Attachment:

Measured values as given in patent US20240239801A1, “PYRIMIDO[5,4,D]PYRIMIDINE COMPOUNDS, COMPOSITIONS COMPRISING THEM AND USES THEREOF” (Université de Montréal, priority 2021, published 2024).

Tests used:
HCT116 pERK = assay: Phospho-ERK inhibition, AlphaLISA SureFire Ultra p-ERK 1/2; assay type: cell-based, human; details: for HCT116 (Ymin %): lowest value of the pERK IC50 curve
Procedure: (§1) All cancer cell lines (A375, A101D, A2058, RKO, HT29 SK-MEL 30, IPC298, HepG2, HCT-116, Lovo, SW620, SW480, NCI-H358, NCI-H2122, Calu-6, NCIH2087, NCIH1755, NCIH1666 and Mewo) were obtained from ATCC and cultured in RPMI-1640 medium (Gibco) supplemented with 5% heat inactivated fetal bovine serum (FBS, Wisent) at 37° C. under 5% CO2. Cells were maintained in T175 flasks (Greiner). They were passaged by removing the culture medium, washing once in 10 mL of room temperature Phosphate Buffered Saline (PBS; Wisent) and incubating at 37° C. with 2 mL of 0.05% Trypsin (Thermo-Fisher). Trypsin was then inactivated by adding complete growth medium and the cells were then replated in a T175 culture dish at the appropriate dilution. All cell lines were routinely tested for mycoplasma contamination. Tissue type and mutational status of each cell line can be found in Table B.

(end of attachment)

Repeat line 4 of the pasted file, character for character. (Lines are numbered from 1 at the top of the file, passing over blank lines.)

Procedure: (§1) All cancer cell lines (A375, A101D, A2058, RKO, HT29 SK-MEL 30, IPC298, HepG2, HCT-116, Lovo, SW620, SW480, NCI-H358, NCI-H2122, Calu-6, NCIH2087, NCIH1755, NCIH1666 and Mewo) were obtained from ATCC and cultured in RPMI-1640 medium (Gibco) supplemented with 5% heat inactivated fetal bovine serum (FBS, Wisent) at 37° C. under 5% CO2. Cells were maintained in T175 flasks (Greiner). They were passaged by removing the culture medium, washing once in 10 mL of room temperature Phosphate Buffered Saline (PBS; Wisent) and incubating at 37° C. with 2 mL of 0.05% Trypsin (Thermo-Fisher). Trypsin was then inactivated by adding complete growth medium and the cells were then replated in a T175 culture dish at the appropriate dilution. All cell lines were routinely tested for mycoplasma contamination. Tissue type and mutational status of each cell line can be found in Table B.